21 terms

Chapter 4 questions

Tunxis Summer 2012
Which of the following is not found in all bacterial cells?

a. cell membrane
b. a nucleoid
c. ribosomes
d. actin cytoskeleton
d. actin cytoskeleton
Pili are tubular shafts in _____ bacteria that serve as a means of _____.

a. gram-positive, genetic exchange
b. gram-positive, attachment
c. gram-negative, genetic exchange
d. gram-negative, protection
c. gram-negative, genetic exchange
An example of a glycocalyx is

a. a capsule
b. a pilus
c. an outer membrane
d. a cell wall
a. a capsule
Which of the following is a primary bacterial cell wall function?

a. transport
b. motility
c. support
d. adhesion
c. support

-shape, support for osmotic pressure changes,
Which of the following is present in both gram-positive and gram negative cell walls?

a. an outer membrane
b. peptidoglycan
c. teichoic acid
d. lipopolysaccharides
b. peptidoglycan
Bacterial endospores usually function in

a. reproduction
b. survival
c. protein synthesis
d. storage
b. survival
One major difference in the envelope structure between gram+ and gram- bacteria is the presence or absence of the cytoplasmic membrane.
Gram+: two layers = a thick peptidoglycan cell wall + cytoplasmic membrane
Gram-: three layers = an outer membrane (LPS), a thin cell wall (peptidoglycan) and a cytoplasmic membrane
A research microbiologist looking at evolutionary relatedness between two bacterial species is more likely to use Bergey's Manual of Determinative Bacteriology than Bergey's Manual of Systematic Bacteriology.
Determinative = phenotypic characteristcs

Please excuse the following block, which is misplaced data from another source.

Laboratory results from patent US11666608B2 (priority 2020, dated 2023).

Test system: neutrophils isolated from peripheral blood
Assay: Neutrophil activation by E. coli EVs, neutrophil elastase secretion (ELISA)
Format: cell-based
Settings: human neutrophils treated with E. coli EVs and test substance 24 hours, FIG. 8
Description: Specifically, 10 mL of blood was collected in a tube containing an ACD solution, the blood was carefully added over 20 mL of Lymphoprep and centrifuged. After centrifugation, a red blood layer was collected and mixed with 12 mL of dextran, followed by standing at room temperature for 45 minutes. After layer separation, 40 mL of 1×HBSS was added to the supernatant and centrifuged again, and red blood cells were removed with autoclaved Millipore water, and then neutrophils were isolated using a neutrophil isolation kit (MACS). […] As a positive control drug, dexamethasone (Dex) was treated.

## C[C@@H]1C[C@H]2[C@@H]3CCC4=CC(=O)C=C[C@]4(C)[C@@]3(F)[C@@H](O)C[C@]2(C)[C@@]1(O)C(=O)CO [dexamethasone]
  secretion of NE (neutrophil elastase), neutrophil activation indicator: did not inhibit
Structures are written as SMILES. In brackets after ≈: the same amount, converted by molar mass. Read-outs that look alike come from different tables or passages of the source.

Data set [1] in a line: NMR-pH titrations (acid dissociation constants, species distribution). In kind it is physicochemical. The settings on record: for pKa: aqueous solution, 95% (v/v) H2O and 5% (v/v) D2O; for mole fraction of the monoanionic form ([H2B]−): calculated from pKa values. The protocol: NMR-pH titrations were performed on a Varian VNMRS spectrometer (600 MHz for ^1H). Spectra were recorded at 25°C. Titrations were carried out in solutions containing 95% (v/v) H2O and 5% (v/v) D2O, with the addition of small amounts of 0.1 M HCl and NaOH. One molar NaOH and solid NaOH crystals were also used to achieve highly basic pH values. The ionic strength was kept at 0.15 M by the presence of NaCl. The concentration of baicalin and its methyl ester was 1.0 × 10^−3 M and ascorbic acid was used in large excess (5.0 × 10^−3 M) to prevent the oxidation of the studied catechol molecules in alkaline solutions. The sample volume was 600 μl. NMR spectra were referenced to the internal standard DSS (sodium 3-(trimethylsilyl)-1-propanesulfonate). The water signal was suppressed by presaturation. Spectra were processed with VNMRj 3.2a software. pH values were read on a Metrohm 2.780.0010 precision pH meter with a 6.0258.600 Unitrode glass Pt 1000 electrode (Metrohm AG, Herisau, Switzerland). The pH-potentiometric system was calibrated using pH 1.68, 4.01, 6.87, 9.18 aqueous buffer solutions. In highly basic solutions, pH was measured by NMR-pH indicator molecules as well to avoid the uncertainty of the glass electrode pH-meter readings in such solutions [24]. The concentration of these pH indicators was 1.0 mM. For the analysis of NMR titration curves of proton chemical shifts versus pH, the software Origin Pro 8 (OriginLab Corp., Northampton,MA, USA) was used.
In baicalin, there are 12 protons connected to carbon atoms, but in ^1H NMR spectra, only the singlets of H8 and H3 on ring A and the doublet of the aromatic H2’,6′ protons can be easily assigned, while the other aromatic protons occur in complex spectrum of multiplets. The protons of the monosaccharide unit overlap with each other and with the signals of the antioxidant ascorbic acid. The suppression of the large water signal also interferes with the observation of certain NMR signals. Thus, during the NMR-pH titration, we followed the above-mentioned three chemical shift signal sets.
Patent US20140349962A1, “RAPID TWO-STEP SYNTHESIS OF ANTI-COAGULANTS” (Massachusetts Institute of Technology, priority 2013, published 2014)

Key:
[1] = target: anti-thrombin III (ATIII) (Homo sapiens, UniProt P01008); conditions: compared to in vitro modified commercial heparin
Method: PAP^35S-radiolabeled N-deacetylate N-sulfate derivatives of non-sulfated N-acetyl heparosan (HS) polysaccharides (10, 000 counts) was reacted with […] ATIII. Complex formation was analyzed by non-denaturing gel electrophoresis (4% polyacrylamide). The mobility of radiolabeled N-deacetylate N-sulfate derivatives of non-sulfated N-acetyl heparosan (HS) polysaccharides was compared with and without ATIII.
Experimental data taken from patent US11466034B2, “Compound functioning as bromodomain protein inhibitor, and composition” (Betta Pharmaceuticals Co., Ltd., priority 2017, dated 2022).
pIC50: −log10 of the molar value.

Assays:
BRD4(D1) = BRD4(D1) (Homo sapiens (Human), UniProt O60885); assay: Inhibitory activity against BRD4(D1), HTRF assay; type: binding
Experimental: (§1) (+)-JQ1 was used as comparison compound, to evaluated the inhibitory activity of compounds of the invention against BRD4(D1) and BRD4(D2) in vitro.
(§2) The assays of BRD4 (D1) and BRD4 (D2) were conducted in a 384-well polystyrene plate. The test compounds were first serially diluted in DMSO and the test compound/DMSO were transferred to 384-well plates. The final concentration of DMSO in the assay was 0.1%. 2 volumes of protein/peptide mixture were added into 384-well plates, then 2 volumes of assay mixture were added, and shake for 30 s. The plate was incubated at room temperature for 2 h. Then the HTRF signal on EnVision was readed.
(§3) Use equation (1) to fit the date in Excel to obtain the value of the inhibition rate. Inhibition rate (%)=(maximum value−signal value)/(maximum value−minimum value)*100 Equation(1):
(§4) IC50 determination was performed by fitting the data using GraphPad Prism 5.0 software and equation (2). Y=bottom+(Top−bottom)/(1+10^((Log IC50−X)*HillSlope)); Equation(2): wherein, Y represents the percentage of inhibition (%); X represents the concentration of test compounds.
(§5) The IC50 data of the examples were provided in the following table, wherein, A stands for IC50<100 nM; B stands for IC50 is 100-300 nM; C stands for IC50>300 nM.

Systematic = prokaryotic relatedness/evolution
Nanobes may or may not actually be bacteria.
Both bacteria and archaea are prokaryotes.
A collection of bacteria that share an overall similar pattern of traits is called a species.
Compare cell envelopes of gram+/- bacteria
Gram+: two layers = a thick peptidoglycan cell wall + cytoplasmic membrane
Gram-: three layers = an outer membrane (LPS), a thin cell wall (peptidoglycan) and a cytoplasmic membrane
What function does peptidoglycan serve?
It gives strong/flexible support to the cell -- it also gives support for osmotic pressure changes to prevent lysis
Give a simple description of peptidoglycan.
A macromolecule composed of repeating, long glycan (sugar) chains cross-liked by short peptide (protein) fragments
What happens to a cell that has its peptidoglycan disrupted or removed?
No protection from lysis
What functions does the LPS layer serve.
- polysaccharide chains extending off its surface function as antigens and receptors
- outer membrane serves as a partial chemical sieve by allowing only relatively small molecules to penetrate (porin proteins)
- protection: the pepditoglycan layer is protected by the LPS layer so most antibiotics don't work
Draw and label 3 bacterial shapes
Coccus, rod/bacillus, Spirillium/spirochete
What is the prefix used for bacteria arranged in chains? in groups?
· Prefix diplo- cell arranged in pairs
· Prefix staphylo- cells arranged in clusters
· Prefix strepto- refers to bacteria arrange in chains
How are spirochetes and spirilla different?
Spirillum = slightly curled or spiral-shaped cylinder twisted twice or more along its axis
Spirochete = more flexible form that resembles a spring; smaller & thinner
What is a coccobacillus? a vibrio?
Coccobacillus is a rod that is short and plumb
Vibrio is a rod that is gently curved
What is pleomorphism?
Cells of a single species that vary in shape and size...due to individual variations in cell wall structure caused by nutritional or slight genetic differences